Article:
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MASIELLO ELATED BY OVERNIGHT WHITE HOUSE STAY

Looking up at the ceiling, it seemed to Mayor Anthony M. Masiello that it was a long way to come "for a boy from West Avenue."

At the invitation of President Clinton, Masiello was one of four mayors of large cities to enjoy a late snack with the president Wednesday and stay overnight in the White House.

Though it wasn't the famous Lincoln bedroom but one of several guest rooms in the private quarters of the first family, Masiello said, "it was one of the most gratifying experiences of my political life."

Masiello, Boston Mayor Thomas M. Menino, and Mayors Sharon Sayles Belton of Minneapolis and Elizabeth G. Flores of Laredo, Texas, arrived in the family quarters for a late supper about 10:15 p.m. Wednesday.

Clinton soon joined them for what turned into a three-hour discussion of issues ranging from computers to housing and education. "I never fully appreciated President Clinton's wide knowledge and his intelligence" until Wednesday night, Masiello said. The mayor described the president as very excited about his State of the Union address and said he "is fully involved in the writing of it."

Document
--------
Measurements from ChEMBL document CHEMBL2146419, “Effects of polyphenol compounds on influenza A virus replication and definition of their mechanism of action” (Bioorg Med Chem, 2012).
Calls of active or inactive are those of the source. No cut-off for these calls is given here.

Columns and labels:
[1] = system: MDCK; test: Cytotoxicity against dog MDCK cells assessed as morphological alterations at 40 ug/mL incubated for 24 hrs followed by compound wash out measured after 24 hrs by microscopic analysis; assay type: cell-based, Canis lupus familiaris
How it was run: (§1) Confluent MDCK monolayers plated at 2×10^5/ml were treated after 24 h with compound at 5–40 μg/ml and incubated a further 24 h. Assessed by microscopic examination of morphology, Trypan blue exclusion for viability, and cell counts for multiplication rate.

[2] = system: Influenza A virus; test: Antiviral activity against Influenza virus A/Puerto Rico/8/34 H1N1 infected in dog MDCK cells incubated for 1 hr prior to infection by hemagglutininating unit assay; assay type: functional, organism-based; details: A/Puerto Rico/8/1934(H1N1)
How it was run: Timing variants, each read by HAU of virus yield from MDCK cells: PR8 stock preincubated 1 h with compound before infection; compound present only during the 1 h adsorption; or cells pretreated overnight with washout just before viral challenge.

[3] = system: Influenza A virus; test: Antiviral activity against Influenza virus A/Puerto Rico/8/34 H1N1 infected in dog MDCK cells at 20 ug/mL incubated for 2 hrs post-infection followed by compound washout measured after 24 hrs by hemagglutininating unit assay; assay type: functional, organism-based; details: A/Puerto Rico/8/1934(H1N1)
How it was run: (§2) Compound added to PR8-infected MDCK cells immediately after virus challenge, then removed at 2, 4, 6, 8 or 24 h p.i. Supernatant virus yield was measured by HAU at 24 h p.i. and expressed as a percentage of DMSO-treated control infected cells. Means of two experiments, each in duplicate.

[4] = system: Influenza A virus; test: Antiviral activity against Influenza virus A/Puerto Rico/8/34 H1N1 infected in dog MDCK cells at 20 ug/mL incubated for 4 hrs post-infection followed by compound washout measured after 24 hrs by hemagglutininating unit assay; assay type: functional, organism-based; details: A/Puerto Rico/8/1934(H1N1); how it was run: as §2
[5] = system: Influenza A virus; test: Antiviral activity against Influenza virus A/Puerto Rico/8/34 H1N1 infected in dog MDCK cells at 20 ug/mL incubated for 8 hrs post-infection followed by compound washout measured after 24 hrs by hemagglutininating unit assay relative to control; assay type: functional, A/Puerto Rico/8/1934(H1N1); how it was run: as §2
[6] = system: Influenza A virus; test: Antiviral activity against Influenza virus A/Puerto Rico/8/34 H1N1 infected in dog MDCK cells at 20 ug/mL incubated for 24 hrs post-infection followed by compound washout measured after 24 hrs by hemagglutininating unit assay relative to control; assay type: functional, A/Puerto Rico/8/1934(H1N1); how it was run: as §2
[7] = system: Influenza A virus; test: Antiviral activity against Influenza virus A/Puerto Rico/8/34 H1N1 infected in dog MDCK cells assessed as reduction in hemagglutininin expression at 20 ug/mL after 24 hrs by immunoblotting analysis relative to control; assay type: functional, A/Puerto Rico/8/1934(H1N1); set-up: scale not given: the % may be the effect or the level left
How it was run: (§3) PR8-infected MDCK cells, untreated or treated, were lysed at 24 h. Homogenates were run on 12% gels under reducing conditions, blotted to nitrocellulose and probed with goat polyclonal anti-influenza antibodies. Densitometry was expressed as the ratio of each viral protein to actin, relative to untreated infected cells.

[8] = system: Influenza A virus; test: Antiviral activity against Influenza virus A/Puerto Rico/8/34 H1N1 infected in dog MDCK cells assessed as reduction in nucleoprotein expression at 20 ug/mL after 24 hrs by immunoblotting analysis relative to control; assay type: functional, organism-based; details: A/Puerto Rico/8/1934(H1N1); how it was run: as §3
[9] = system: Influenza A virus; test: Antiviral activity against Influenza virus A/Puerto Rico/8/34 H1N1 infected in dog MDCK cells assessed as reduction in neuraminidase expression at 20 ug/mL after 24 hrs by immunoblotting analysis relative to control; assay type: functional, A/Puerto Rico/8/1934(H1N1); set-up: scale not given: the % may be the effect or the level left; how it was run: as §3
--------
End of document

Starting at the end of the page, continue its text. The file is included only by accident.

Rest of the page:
"He said one of his biggest challenges is cutting it down," Masiello said. The Democratic president and the mayors discussed the candidacy of Vice President Gore and first lady Hillary Rodham Clinton's bid to win the seat of retiring Sen. Daniel Patrick Moynihan.

"The president thinks Gore is getting stronger as a candidate," Masiello said, "and he volunteered that Gore may make a better president than he has been, but he didn't elaborate on that." Masiello reported that the president is "very happy" about his wife's upcoming Senate run.

"As he left us at about 1:15 in the morning, he said he was resuming work on his speech," Masiello said.

The mayor is here for the 68th winter meeting of the U.S. Conference of Mayors. On behalf of the city, Masiello accepted two awards from the conference for successful public-private partnerships.

One citation was for the city's cooperation with the University at Buffalo and the Town of Amherst for the University Community Initiative to help rebuild and stabilize neighborhoods around UB's campuses.

The other was for the city's public-private partnership with American Water Works Co., which took over operation of the city's water system in 1997 under a private contract.

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